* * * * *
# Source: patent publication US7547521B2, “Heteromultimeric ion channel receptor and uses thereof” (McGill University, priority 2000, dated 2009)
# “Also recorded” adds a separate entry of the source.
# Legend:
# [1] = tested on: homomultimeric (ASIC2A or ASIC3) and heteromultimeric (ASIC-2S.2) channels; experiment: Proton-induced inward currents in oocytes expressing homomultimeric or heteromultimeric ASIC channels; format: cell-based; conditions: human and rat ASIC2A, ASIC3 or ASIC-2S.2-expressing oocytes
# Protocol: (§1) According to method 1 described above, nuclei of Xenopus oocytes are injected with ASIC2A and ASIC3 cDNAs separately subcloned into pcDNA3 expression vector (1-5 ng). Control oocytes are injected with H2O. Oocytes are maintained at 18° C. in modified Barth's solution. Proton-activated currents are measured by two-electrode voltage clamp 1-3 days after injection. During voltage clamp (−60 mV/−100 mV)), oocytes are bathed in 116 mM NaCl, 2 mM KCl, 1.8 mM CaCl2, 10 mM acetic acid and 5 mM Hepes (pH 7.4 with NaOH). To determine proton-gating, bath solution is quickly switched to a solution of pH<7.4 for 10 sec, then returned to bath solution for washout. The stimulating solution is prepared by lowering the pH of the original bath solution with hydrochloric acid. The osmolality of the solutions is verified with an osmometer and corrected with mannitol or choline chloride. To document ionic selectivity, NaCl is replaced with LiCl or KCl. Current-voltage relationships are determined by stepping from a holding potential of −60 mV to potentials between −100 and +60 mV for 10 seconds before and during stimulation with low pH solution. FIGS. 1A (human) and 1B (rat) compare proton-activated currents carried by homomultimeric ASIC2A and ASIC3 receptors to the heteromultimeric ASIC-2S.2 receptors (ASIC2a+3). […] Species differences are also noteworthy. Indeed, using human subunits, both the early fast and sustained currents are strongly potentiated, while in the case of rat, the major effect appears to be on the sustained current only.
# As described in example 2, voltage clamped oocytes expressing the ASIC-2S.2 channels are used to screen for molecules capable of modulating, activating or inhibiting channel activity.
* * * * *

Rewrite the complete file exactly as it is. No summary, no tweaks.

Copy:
# Source: patent publication US7547521B2, “Heteromultimeric ion channel receptor and uses thereof” (McGill University, priority 2000, dated 2009)
# “Also recorded” adds a separate entry of the source.
# Legend:
# [1] = tested on: homomultimeric (ASIC2A or ASIC3) and heteromultimeric (ASIC-2S.2) channels; experiment: Proton-induced inward currents in oocytes expressing homomultimeric or heteromultimeric ASIC channels; format: cell-based; conditions: human and rat ASIC2A, ASIC3 or ASIC-2S.2-expressing oocytes
# Protocol: (§1) According to method 1 described above, nuclei of Xenopus oocytes are injected with ASIC2A and ASIC3 cDNAs separately subcloned into pcDNA3 expression vector (1-5 ng). Control oocytes are injected with H2O. Oocytes are maintained at 18° C. in modified Barth's solution. Proton-activated currents are measured by two-electrode voltage clamp 1-3 days after injection. During voltage clamp (−60 mV/−100 mV)), oocytes are bathed in 116 mM NaCl, 2 mM KCl, 1.8 mM CaCl2, 10 mM acetic acid and 5 mM Hepes (pH 7.4 with NaOH). To determine proton-gating, bath solution is quickly switched to a solution of pH<7.4 for 10 sec, then returned to bath solution for washout. The stimulating solution is prepared by lowering the pH of the original bath solution with hydrochloric acid. The osmolality of the solutions is verified with an osmometer and corrected with mannitol or choline chloride. To document ionic selectivity, NaCl is replaced with LiCl or KCl. Current-voltage relationships are determined by stepping from a holding potential of −60 mV to potentials between −100 and +60 mV for 10 seconds before and during stimulation with low pH solution. FIGS. 1A (human) and 1B (rat) compare proton-activated currents carried by homomultimeric ASIC2A and ASIC3 receptors to the heteromultimeric ASIC-2S.2 receptors (ASIC2a+3). […] Species differences are also noteworthy. Indeed, using human subunits, both the early fast and sustained currents are strongly potentiated, while in the case of rat, the major effect appears to be on the sustained current only.
# As described in example 2, voltage clamped oocytes expressing the ASIC-2S.2 channels are used to screen for molecules capable of modulating, activating or inhibiting channel activity.